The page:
PARIS, Nov. 18 (UPI) -- Just two decades after the search for planets outside our solar system began, scientists have found more than 700, a French astronomer says.
Astrobiologist Jean Schneider of the Paris-Meudon Observatory, who maintains the Extrasolar Planets Encyclopedia database, said the tally now stands at 702, SPACE.com reported Friday.
The count has been growing quickly lately and will increase by hundreds, or perhaps thousands, of new alien planets in the near future, astronomers said.
The first alien worlds, two planets orbiting a rotating neutron star, or pulsar, about 1,000 light-years from Earth, were detected in 1992.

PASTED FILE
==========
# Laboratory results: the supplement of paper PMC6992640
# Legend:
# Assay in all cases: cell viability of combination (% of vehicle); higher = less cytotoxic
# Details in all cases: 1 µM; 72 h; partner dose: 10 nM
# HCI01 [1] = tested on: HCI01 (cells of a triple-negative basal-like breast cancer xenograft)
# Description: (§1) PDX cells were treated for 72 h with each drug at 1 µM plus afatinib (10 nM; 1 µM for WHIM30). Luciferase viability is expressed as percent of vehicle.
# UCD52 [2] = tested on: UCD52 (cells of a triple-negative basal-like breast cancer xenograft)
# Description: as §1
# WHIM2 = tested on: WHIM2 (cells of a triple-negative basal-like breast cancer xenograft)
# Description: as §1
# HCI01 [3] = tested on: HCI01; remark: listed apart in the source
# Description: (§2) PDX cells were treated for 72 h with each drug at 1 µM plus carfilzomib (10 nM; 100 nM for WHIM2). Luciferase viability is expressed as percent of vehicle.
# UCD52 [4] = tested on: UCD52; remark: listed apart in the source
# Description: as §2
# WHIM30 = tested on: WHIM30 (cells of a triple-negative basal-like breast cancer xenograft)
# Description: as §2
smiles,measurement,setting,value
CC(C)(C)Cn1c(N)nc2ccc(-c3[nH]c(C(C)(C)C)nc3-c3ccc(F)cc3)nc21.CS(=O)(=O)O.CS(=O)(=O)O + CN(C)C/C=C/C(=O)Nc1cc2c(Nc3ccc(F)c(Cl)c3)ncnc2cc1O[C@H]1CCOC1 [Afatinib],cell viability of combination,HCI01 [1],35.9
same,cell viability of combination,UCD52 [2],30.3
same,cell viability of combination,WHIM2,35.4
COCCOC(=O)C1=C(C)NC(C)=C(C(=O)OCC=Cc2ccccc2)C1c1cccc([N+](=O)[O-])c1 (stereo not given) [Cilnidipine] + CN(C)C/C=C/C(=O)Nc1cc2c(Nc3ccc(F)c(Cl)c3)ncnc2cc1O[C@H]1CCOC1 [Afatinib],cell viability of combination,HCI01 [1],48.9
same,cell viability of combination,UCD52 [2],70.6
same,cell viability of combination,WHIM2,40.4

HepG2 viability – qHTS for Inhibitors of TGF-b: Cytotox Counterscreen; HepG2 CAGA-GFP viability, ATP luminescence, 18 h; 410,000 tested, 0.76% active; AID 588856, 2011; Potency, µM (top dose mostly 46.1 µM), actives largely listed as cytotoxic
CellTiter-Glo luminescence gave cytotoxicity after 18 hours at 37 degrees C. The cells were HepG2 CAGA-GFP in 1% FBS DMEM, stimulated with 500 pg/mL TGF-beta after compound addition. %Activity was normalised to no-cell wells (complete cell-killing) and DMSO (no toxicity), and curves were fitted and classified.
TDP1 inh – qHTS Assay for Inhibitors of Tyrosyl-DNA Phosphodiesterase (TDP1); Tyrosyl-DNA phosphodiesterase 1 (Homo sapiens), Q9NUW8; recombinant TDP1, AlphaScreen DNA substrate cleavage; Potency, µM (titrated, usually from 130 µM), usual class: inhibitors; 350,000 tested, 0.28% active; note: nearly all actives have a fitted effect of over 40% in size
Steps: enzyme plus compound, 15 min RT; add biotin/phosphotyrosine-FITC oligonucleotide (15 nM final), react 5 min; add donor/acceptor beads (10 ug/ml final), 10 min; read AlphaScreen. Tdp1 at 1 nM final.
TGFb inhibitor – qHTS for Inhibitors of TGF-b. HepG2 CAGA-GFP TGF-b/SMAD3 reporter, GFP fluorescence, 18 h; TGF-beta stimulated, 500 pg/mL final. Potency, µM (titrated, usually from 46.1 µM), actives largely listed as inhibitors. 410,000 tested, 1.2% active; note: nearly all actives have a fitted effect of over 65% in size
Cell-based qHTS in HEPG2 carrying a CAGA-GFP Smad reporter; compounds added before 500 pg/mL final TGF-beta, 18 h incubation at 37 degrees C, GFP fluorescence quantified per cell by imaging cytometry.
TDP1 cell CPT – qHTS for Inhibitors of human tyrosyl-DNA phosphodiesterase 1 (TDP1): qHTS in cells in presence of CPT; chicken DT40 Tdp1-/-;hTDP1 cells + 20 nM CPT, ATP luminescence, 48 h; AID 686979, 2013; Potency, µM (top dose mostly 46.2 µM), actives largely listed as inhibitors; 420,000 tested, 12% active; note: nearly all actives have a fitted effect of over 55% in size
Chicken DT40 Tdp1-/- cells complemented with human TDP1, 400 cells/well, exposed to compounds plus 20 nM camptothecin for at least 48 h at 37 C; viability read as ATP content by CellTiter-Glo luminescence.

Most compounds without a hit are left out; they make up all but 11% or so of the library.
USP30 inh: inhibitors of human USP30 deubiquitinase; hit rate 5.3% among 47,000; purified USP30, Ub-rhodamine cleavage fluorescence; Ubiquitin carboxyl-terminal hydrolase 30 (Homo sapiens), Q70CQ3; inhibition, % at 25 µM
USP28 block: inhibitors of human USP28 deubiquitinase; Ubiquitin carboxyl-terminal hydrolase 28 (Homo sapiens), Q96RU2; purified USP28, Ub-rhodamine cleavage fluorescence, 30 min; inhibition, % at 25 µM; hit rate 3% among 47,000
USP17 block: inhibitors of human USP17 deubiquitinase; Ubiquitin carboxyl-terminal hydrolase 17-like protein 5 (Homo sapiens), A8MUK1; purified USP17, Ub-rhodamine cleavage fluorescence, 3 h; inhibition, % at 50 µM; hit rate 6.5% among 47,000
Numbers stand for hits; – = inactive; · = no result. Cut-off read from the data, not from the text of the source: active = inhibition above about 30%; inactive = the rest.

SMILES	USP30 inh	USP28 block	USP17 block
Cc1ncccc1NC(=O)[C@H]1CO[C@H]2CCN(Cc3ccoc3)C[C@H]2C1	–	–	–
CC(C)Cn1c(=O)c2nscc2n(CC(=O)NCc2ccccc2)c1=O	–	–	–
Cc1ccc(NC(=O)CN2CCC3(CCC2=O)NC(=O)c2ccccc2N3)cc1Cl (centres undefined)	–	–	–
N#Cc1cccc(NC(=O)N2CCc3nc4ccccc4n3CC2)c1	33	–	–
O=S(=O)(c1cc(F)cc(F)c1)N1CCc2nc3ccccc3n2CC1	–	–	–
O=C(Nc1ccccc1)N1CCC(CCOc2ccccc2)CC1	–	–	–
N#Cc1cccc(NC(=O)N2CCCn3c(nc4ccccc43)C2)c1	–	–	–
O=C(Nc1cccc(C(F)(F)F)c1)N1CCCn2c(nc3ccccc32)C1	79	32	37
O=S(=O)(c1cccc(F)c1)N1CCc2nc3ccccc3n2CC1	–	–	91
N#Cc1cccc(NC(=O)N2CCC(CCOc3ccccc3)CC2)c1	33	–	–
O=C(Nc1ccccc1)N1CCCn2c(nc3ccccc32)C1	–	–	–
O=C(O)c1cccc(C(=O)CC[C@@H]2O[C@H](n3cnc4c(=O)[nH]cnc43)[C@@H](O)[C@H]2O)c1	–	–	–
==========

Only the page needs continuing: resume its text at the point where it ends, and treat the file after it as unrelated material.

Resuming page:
One instrument in particular has bagged the lion's share of known exoplanets. Since its launch in 2009, NASA's Kepler space telescope has identified 1,235 possible planets.
And astronomers say a goodly number of them appear to orbit in their stars' habitable zone, where liquid water -- and perhaps life as we know it -- could exist.